The ‘Appearance’ link on the left-hand list allows you to customise the look and feel of your blog. Many of the pre-organised themes are fully customisable. You can add pages and posts. You may wish to add a page for ‘Learning Reflections’ as this is a good way to demonstrate how the technology has facilitated learning for all. You may also wish to add a page called ‘We are Responsible Bloggers’, this can be developed further on in the lesson.

When adding a new post you will see ‘Categories’ at the bottom right. Categories are a way to group posts, you can add Categories which reflect the context of the blog such as ‘Our Class Celebration Ideas’,  ‘St Andrew’ or ‘Scottish Heritage’.

You are now ready to go!

Step 3 – Introduce your lesson

Through structured discussion (paired or groups) encourage pupils to reflect on their existing St Andrew’s Day knowledge and create a list of the activities that they have participated in previously to celebrate the Day. This discussion provides a pre and post activity assessment of learning.

  1. What do we know about St Andrew’s Day?
  2. What activities have you participated in before to celebrate St Andrew’s Day?

Explain the purpose of the session and the purpose of creating a St Andrew’s Day class blog.

Step 4 – Introduce the Blog

If you have not got an Online Safety Policy in place, this is an excellent time to co-create some ground rules for creating, posting and commenting on the blog posts. A good place to start is the Glow Community Newsfeed Rules:


After going through these together, get the class to consider these questions:

  1. What is missing?
  2. Does it cover spelling, punctuation and grammar?
  3. How can we ensure everyone is complying with our own class rules?

Add any ideas/rules to the page ‘We are Responsible Bloggers’ and explain to learners that by using the blog everyone is ‘signed up’ to these rules.

Step 5 – Researching St Andrew’s Day

As a warm up activity ask pupils to search for information about the history of St Andrew’s Day. A great place to start is http://www.scotland.org/whats-on/st-andrews-day/

Create a first post entitled ‘Who Was St Andrew?’ In your blog dashboard click on ‘Posts’ on the left and you will see the screen as below.

When you have created the post click ‘Preview’ to see what it looks like. This is a good step to ensure that pupils check or peer check their posts before they publish. When you are satisfied click ‘Publish’.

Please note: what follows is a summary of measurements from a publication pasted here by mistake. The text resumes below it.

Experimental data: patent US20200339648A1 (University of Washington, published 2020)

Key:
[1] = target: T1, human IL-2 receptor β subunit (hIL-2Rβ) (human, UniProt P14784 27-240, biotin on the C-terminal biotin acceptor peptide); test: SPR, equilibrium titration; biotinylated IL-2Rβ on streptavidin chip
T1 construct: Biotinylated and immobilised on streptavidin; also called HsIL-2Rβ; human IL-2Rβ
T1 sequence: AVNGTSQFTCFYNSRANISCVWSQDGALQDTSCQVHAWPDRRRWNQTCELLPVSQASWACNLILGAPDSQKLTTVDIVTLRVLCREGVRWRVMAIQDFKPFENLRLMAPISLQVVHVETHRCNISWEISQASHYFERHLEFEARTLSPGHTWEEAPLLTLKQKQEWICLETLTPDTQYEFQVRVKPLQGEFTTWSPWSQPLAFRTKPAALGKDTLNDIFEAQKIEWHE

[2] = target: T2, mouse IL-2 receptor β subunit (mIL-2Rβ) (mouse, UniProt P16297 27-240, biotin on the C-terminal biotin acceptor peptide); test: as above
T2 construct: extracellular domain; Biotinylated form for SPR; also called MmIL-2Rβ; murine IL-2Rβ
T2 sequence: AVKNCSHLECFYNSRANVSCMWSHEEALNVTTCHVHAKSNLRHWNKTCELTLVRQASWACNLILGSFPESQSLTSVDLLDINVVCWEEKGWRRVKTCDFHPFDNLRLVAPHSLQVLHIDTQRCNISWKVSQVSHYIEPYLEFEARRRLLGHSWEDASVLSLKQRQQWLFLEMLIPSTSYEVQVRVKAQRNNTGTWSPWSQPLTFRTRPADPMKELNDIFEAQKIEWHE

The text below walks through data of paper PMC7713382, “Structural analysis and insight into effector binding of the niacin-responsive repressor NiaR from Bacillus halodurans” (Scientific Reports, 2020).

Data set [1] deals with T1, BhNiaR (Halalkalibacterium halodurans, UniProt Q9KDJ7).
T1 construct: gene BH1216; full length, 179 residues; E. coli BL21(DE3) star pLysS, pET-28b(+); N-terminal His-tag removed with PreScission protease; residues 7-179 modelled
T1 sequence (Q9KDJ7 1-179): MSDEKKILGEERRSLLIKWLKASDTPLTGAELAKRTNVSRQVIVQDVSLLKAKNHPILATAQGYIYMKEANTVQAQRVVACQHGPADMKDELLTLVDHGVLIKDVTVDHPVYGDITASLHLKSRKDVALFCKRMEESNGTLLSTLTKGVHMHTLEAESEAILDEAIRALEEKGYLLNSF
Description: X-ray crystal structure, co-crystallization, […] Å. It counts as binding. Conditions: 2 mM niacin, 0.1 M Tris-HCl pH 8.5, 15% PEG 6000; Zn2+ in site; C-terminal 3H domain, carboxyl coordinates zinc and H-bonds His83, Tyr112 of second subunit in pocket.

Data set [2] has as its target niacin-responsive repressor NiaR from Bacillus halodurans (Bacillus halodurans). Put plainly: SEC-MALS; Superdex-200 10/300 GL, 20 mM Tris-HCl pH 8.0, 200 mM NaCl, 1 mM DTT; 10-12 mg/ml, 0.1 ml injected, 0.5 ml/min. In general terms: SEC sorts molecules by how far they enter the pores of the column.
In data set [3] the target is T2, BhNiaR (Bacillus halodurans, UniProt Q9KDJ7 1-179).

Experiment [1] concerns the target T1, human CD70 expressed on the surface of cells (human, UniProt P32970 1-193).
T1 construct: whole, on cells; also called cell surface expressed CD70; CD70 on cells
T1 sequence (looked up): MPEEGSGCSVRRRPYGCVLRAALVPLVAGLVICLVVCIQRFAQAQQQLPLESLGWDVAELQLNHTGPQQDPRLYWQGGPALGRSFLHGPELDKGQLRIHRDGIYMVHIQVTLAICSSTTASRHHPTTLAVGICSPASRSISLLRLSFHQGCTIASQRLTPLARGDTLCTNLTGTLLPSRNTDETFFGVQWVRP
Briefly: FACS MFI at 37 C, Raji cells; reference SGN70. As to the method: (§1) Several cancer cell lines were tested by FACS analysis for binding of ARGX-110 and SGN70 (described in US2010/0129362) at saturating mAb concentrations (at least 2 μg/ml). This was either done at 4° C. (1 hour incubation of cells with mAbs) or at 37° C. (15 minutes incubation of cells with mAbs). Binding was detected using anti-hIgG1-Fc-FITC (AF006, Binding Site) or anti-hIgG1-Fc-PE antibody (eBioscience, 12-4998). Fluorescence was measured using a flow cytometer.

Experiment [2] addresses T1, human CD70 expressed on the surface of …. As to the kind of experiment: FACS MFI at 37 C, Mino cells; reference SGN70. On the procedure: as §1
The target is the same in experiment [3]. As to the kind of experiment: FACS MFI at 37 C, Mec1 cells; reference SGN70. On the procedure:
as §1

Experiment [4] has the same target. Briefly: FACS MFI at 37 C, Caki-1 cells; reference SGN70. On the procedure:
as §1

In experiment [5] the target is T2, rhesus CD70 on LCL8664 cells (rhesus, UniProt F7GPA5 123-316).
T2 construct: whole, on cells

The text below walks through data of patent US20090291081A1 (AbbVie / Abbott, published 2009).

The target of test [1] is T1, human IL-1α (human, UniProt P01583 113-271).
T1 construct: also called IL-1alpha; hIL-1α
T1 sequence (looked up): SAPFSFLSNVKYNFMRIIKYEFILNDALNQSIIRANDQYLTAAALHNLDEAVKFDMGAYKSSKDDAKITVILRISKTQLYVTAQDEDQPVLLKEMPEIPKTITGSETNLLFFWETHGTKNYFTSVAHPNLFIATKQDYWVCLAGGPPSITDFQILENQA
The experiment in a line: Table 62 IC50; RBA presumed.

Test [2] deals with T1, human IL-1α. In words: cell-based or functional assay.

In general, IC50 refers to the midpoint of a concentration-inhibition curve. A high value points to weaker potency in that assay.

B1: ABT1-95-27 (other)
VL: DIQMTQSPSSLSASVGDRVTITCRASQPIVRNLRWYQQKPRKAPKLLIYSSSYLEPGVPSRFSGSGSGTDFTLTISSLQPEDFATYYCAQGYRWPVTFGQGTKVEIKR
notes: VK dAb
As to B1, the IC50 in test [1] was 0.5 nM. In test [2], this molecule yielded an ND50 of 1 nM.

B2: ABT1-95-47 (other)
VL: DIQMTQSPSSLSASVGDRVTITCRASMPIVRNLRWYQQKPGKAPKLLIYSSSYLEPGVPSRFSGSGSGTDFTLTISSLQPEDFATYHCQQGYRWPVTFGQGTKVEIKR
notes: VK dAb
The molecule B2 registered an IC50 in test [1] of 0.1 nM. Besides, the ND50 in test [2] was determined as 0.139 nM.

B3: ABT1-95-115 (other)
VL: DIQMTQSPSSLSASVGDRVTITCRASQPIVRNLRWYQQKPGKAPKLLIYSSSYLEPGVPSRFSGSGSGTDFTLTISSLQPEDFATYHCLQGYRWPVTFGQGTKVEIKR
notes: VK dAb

Step 6 – Scotland on Screen

Introduce ‘Scotland on Screen’ and encourage pupils to explore the films that they identify with.

  1. Ask them to reflect on the earlier discussions.
  2. Can they find a film that relates to a story of their family?
  3. Can they find a film that is near to their hometown or holiday place?
  4. Can they find a film that shows a hobby or interest?

The films can be downloaded and shared on the blog with commentary from the pupils. Ask them to post their chosen films and include their reflections in the blog post.

Step 7 – Post

It may be helpful to pair up learners that have written a post with those that haven’t to allow for peer support. It is important for pupils to get a sense of ownership to the post they have created and publishing independently is a part of this.

Step 8 – Planning for St Andrew’s Day

Through structured discussion, ask that through the research:

  1. Can they add any suggestions for celebrations?


  1. Create a post on their ideas with a category ‘Our Class Celebration Ideas’.
Step 9 – Class Review

Facilitate a structured class discussion regarding how the class blog has built up a rich range of resources and ideas. You may wish to record these answers and publish them on a separate page such as ‘Our Learning’ on the blog.

Next steps to build on (or prepare) for this session
  • Saltire Your Face! You don’t need a Facebook account for this. But it is a Facebook hosted app, it is fun and shows an image editor:


You can add the picture to the blog!

  • Another great source of Scottish Culture (Highlands and Islands) ishttp://www.ambaile.org.uk/ This can be used alongside Scotland on Screen.
  • Develop a #hashtag and discuss with Scottish Schools what other activities are taking place in the National newsfeed – remember to add the hashtag #sharemylearning
Links to the Curriculum for Excellence

The above lesson idea can contribute to gathering evidence for the following Experiences and Outcomes.